“We didn’t want it to be that thing where a woman just needs to find the love of a nice guy and she’ll be okay and it’ll fix her. That’s just an incorrect way of thinking.”—Paul Rust

Rust, who you might or might not remember from the 2009 Hayden Panettiere vehicle I Love You, Beth Cooper (“It was a little off brand,” he jokes), felt cornered into writing a role that he could play because he wasn’t getting offered many worthwhile parts. Sharp and sniveling at a time when most comedy stars are soft and affable, Rust feels like a Todd Solondz character who wandered into a Judd Apatow world — a nerd in the age of dorks. “At one point I just decided that it might be more creatively rewarding to put my time into writing on stuff that I could really be proud of rather than trying to get a one-episode part on Modern Family or something.”

So while the show might not be strictly autobiographical, it wouldn’t be a stretch to think of Gus as Rust’s less fortunate looper. The character is a wannabe writer for a ridiculous show about a coven of witches in Kansas (called Witchita, natch), while Rust earned his comedy cachet by working on everything from Arrested Development to the new Pee-Wee Herman movie. Both of them are dorky pop culture aficionados from the Midwest who are fascinated by L.A.’s cultural footprint, and Rust’s real-life friends play the people who crowd into Gus’ apartment and help him write silly theme songs for serious movies (the ditty they pen for Carlito’s Way will be stuck in your head for weeks).

Mickey, on the other hand, doesn’t borrow anything directly from Jacobs’ life. The actress may have a history of playing human tornadoes, but Rust insists that “Gillian is the most well-adjusted person I know,” and it’s that discrepancy that inspired him, Arfin, and Apatow to write the role with her in mind. “I knew with someone like Mickey it would be easy for an actress to stand in judgment and let everyone watching know that they didn’t want to be confused with their character,” Rust elaborates, talking about a character who has such a gift for self-sabotage that she forces Gus to go on a date with her roommate as soon as she realizes that she likes him. “Gillian’s really awesome because she just commits to it without apologies. I feel like she always kinda has Mickey’s back.”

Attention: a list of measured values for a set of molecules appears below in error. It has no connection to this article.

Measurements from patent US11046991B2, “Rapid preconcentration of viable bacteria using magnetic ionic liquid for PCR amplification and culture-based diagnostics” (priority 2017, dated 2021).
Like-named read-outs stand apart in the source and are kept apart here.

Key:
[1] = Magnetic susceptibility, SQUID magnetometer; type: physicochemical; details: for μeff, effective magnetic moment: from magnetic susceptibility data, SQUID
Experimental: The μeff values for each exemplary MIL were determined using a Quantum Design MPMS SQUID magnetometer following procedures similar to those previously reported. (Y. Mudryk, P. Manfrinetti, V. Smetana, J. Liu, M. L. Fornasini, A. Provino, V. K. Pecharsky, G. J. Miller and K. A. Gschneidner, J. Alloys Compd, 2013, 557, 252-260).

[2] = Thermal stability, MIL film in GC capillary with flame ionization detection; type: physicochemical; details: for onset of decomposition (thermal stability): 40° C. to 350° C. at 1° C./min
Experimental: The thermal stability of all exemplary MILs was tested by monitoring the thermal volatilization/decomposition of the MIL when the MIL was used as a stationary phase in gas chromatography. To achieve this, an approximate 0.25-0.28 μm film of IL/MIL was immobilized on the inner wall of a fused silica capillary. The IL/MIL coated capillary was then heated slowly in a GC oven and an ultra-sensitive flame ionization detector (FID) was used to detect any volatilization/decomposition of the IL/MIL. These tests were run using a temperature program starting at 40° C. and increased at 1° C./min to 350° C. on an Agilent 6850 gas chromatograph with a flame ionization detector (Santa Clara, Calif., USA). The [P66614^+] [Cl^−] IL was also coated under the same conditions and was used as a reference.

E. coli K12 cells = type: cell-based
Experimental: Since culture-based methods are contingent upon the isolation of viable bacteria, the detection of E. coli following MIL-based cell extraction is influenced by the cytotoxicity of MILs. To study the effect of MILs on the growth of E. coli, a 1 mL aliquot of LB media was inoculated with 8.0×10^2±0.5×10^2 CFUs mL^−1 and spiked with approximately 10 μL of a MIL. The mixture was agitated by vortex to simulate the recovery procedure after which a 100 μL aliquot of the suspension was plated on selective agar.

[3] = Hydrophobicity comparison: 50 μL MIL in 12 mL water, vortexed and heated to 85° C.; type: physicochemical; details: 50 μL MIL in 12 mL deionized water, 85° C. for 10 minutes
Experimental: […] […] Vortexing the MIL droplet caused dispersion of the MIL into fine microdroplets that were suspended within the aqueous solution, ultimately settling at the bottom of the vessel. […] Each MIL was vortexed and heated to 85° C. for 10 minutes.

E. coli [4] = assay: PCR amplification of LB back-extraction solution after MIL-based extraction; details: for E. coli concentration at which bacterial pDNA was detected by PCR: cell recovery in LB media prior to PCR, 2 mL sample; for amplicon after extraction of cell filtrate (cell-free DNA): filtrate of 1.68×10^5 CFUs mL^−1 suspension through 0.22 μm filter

“We didn’t want it to be that thing where a woman just needs to find the love of a nice guy and she’ll be okay,” says Rust, in regards to Jacobs’ character. Suzanne Hanover/Netflix

“She’s still struggling a lot,” the actress concedes, “but underneath her tough exterior there’s a really vulnerable person who just wants to be loved.” Referencing one episode in which the character incites a fistfight between two exes and jumps off a roof into a swimming pool, Jacobs reasons that “Mickey is someone who has a real and intense need for attention, and in the moment will do anything to get it — it’s on the drive home that she’s really regretting everything she said and did.” You don’t realize how screwed up she is until Andy Dick shows up and immediately identifies her as a kindred spirit: “That episode is like the student meeting the master,” Jacobs laughs.

Both characters have to be unstable for Love to work — and more importantly to honestly address what Rust sees as its central dilemma: “If I’m not emotionally stable, should I put myself in a relationship? Because wouldn’t that mean that I’m just using it as a distraction from my problems?” He pauses for a second on the other end of the line, perhaps glancing over at the empty carpool lane. “We didn’t want it to be that thing where a woman just needs to find the love of a nice guy and she’ll be okay and it’ll fix her, because that’s incorrect. That’s just an incorrect way of thinking.”